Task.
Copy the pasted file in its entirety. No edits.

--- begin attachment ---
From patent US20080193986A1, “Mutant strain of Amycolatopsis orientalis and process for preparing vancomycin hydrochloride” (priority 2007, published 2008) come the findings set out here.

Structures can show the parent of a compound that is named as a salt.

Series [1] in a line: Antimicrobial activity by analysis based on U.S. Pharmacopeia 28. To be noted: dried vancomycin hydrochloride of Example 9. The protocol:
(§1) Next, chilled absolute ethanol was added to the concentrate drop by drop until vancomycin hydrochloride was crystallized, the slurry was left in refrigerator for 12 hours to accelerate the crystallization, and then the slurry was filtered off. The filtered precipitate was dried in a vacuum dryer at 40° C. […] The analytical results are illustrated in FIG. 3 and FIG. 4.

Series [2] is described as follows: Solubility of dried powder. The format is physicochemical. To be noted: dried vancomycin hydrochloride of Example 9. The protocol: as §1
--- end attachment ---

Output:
From patent US20080193986A1, “Mutant strain of Amycolatopsis orientalis and process for preparing vancomycin hydrochloride” (priority 2007, published 2008) come the findings set out here.

Structures can show the parent of a compound that is named as a salt.

Series [1] in a line: Antimicrobial activity by analysis based on U.S. Pharmacopeia 28. To be noted: dried vancomycin hydrochloride of Example 9. The protocol:
(§1) Next, chilled absolute ethanol was added to the concentrate drop by drop until vancomycin hydrochloride was crystallized, the slurry was left in refrigerator for 12 hours to accelerate the crystallization, and then the slurry was filtered off. The filtered precipitate was dried in a vacuum dryer at 40° C. […] The analytical results are illustrated in FIG. 3 and FIG. 4.

Series [2] is described as follows: Solubility of dried powder. The format is physicochemical. To be noted: dried vancomycin hydrochloride of Example 9. The protocol: as §1